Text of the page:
“(n) Requirements on mortgage originators

    (1) In general

    The mortgagee and any other party that participates in the origination of a mortgage to be insured under this section shall—

    (A) not participate in, be associated with, or employ any party that participates in or is associated with any other financial or insurance activity; or

    (B) demonstrate to the Secretary that the mortgagee or other party maintains, or will maintain, firewalls and other safeguards designed to ensure that—

    (i) individuals participating in the origination of the mortgage shall have no involvement with, or incentive to provide the mortgagor with, any other financial or insurance product….”

    The provisions above are not a prohibition of cross-selling but are intended to prevent anyone who can sell insurance or securities from participating in the origination of HECMs. As a financial auditor if we found a single individual who was licensed to sell insurance or securities registrant who could sell other financial products, that would be considered prima facie evidence of an inadequate firewall or other safeguards to prevent that very thing from happening. That would be considered a reportable condition.

    Most of those looking at the rules under 12 USC 1715z-20(n)(1) and (o) conclude that they strictly pertain to prohibiting cross-selling. While subsection (o) does that to a limited degree, subsection (n)(1) requires Mortgagees and all other parties to a HECM to keep those who can sell insurance or securities from originating HECMs.

    So why is this post encouraging the violation of HERA by inferring that (either insurance licensees or) securities registrants can originate HECMs if they just have the consent of their broker/dealers?

  • Based on my prior comment just posted a few minutes ago, let us look at the suggestion Mike Banner makes in stating the following: “‘If an advisor wanted to get licensed, and licensed with an FHA-approved correspondent, they can earn a fee,’ Banner told RIJ. ‘They would have to take part in the transaction and adhere to the cross-selling law.’”

    Mike is absolutely right if the advisor does not have an insurance sales license and is not a securities registrant. Otherwise, what Mike says violates the provisions against allowing such individuals from participating in the origination of a HECM.

    While a mortgagee or other party involved in originating a HECM can sell both insurance and other financial products, they can NOT allow those who sell such products to participate in the origination of HECM.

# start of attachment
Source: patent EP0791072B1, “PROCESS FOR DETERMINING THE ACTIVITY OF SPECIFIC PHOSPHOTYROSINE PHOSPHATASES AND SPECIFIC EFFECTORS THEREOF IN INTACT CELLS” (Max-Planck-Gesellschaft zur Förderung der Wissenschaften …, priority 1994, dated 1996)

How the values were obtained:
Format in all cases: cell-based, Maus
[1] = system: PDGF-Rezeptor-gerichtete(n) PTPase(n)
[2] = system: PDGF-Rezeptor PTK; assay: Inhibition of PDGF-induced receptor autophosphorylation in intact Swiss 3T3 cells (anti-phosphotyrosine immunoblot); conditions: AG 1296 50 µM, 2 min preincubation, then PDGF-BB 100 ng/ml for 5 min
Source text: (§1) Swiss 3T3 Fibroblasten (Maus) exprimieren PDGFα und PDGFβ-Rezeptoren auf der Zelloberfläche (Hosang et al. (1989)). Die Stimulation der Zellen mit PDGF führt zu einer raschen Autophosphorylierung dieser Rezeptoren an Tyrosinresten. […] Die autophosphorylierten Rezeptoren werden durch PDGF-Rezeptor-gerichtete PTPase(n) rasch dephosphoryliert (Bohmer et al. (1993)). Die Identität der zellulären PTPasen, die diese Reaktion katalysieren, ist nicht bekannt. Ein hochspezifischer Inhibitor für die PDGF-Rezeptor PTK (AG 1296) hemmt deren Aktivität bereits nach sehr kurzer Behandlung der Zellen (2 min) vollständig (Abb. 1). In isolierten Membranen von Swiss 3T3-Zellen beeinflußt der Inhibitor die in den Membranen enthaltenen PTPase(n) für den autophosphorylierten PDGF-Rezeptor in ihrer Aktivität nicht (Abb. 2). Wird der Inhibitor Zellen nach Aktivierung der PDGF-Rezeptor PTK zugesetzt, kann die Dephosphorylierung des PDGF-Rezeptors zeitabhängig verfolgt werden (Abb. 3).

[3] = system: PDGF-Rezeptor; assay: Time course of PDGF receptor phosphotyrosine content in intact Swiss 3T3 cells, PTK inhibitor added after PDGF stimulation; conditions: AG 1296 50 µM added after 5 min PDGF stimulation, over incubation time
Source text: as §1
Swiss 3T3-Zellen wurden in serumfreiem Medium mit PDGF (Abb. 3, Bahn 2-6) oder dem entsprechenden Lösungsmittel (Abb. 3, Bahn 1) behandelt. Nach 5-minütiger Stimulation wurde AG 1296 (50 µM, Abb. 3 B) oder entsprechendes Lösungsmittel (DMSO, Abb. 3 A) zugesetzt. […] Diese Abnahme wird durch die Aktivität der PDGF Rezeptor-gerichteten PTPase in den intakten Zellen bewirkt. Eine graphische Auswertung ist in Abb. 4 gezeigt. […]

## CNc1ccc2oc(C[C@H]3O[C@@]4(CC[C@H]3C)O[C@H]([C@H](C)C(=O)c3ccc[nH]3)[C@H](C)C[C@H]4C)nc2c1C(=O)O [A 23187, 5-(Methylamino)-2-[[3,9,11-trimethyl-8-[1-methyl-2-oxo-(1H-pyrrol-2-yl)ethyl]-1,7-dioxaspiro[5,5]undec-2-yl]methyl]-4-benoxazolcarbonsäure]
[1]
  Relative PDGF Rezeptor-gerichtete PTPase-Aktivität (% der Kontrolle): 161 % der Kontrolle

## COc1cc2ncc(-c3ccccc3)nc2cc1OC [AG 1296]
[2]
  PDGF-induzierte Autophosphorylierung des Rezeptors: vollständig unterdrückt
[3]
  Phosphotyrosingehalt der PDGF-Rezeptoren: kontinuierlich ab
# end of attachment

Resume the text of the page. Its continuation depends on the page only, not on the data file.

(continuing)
• Financial advisors becoming licensed HECM originators is a really bad idea. They should stick to their core competency and refer business, just like they do with conventional loans. It’s a full time job keeping up with the reverse mortgage market. Jack of all trades, master of none.
    I find it sad that one of the main reasons these guys don’t consider recommending reverse mortgages is because they don’t earn income on the transaction. What’s best for their client clearly doesn’t have any impact.

  • In my opinion, what Jim Veale stated is unfortunate. Like much regulation, it is good intentioned but over reaching. It ties the hands of financial advisors in their efforts to provide clients a complete solution to their financial planning needs.

    • Lance,

      It seems Senator McCasskil wanted to take away the temptation of selling financial and prohibited insurance products from all those who participate in the origination process. The question is if HUD views my interpretation in the same way.

      It is good law and sets clear boundaries as to who can and who cannot participate in the origination of a HECM even if we do not believe that these individuals should have been excluded.

      • As I stated in response to Bob Green below, allowing FA’s to participate in the origination of HECM’s could actually reduce the temptation to place the related proceeds into another product, because they would be able to earn revenue from the HECM transaction. Reverse mortgages need to be part of a comprehensive financial planning strategy, when appropriate.

      • Lance,

        When people are not held to a fiduciary standard rarely do all of live by the standard of putting the interests of a customer above their own. Just look at what happened pre-HERA when HECM originators who held insurance licenses did in relation to delayed annuities and new HECM originators.